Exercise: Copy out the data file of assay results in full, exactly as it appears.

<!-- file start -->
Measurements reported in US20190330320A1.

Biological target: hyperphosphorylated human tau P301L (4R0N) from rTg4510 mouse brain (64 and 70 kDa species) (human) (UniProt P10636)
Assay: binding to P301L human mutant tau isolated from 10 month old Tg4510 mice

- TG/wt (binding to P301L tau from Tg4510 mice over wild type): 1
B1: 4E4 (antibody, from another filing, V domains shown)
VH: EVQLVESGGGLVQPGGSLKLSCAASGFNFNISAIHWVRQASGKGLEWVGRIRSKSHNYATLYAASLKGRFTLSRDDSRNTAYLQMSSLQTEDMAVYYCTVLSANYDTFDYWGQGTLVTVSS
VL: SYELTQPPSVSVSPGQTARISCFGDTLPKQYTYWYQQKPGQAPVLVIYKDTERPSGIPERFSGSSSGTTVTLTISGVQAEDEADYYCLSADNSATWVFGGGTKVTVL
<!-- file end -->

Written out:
Measurements reported in US20190330320A1.

Biological target: hyperphosphorylated human tau P301L (4R0N) from rTg4510 mouse brain (64 and 70 kDa species) (human) (UniProt P10636)
Assay: binding to P301L human mutant tau isolated from 10 month old Tg4510 mice

- TG/wt (binding to P301L tau from Tg4510 mice over wild type): 1
B1: 4E4 (antibody, from another filing, V domains shown)
VH: EVQLVESGGGLVQPGGSLKLSCAASGFNFNISAIHWVRQASGKGLEWVGRIRSKSHNYATLYAASLKGRFTLSRDDSRNTAYLQMSSLQTEDMAVYYCTVLSANYDTFDYWGQGTLVTVSS
VL: SYELTQPPSVSVSPGQTARISCFGDTLPKQYTYWYQQKPGQAPVLVIYKDTERPSGIPERFSGSSSGTTVTLTISGVQAEDEADYYCLSADNSATWVFGGGTKVTVL